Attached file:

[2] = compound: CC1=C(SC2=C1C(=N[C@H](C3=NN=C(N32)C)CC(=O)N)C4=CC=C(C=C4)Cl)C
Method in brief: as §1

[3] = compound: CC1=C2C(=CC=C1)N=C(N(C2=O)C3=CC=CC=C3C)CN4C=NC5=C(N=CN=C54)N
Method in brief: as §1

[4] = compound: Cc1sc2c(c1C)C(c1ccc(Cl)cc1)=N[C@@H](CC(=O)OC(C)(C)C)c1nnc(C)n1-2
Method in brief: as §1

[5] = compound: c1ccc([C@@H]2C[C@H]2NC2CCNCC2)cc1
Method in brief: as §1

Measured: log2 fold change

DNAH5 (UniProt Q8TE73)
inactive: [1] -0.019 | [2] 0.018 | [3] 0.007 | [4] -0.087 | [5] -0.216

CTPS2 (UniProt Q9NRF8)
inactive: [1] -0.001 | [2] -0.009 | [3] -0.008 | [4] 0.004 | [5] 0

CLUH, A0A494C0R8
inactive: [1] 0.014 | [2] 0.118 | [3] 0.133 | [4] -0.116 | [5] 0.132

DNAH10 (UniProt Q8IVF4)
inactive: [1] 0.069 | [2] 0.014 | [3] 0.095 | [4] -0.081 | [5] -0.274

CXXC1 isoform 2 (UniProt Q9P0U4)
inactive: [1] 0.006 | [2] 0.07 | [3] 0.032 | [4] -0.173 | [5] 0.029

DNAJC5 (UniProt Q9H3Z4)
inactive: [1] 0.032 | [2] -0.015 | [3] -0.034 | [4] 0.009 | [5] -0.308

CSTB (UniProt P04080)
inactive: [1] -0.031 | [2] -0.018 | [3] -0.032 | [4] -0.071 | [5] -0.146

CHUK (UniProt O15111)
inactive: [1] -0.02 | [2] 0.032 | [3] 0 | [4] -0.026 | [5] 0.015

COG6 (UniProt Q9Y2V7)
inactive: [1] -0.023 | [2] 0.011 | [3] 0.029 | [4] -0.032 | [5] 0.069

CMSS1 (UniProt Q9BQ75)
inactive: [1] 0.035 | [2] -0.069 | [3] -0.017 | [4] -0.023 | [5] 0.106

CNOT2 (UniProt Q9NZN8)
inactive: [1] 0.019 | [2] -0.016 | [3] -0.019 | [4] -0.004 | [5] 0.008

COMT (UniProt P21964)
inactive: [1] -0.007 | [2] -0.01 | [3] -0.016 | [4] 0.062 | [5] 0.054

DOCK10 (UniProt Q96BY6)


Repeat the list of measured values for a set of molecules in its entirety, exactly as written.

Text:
[2] = compound: CC1=C(SC2=C1C(=N[C@H](C3=NN=C(N32)C)CC(=O)N)C4=CC=C(C=C4)Cl)C
Method in brief: as §1

[3] = compound: CC1=C2C(=CC=C1)N=C(N(C2=O)C3=CC=CC=C3C)CN4C=NC5=C(N=CN=C54)N
Method in brief: as §1

[4] = compound: Cc1sc2c(c1C)C(c1ccc(Cl)cc1)=N[C@@H](CC(=O)OC(C)(C)C)c1nnc(C)n1-2
Method in brief: as §1

[5] = compound: c1ccc([C@@H]2C[C@H]2NC2CCNCC2)cc1
Method in brief: as §1

Measured: log2 fold change

DNAH5 (UniProt Q8TE73)
inactive: [1] -0.019 | [2] 0.018 | [3] 0.007 | [4] -0.087 | [5] -0.216

CTPS2 (UniProt Q9NRF8)
inactive: [1] -0.001 | [2] -0.009 | [3] -0.008 | [4] 0.004 | [5] 0

CLUH, A0A494C0R8
inactive: [1] 0.014 | [2] 0.118 | [3] 0.133 | [4] -0.116 | [5] 0.132

DNAH10 (UniProt Q8IVF4)
inactive: [1] 0.069 | [2] 0.014 | [3] 0.095 | [4] -0.081 | [5] -0.274

CXXC1 isoform 2 (UniProt Q9P0U4)
inactive: [1] 0.006 | [2] 0.07 | [3] 0.032 | [4] -0.173 | [5] 0.029

DNAJC5 (UniProt Q9H3Z4)
inactive: [1] 0.032 | [2] -0.015 | [3] -0.034 | [4] 0.009 | [5] -0.308

CSTB (UniProt P04080)
inactive: [1] -0.031 | [2] -0.018 | [3] -0.032 | [4] -0.071 | [5] -0.146

CHUK (UniProt O15111)
inactive: [1] -0.02 | [2] 0.032 | [3] 0 | [4] -0.026 | [5] 0.015

COG6 (UniProt Q9Y2V7)
inactive: [1] -0.023 | [2] 0.011 | [3] 0.029 | [4] -0.032 | [5] 0.069

CMSS1 (UniProt Q9BQ75)
inactive: [1] 0.035 | [2] -0.069 | [3] -0.017 | [4] -0.023 | [5] 0.106

CNOT2 (UniProt Q9NZN8)
inactive: [1] 0.019 | [2] -0.016 | [3] -0.019 | [4] -0.004 | [5] 0.008

COMT (UniProt P21964)
inactive: [1] -0.007 | [2] -0.01 | [3] -0.016 | [4] 0.062 | [5] 0.054

DOCK10 (UniProt Q96BY6)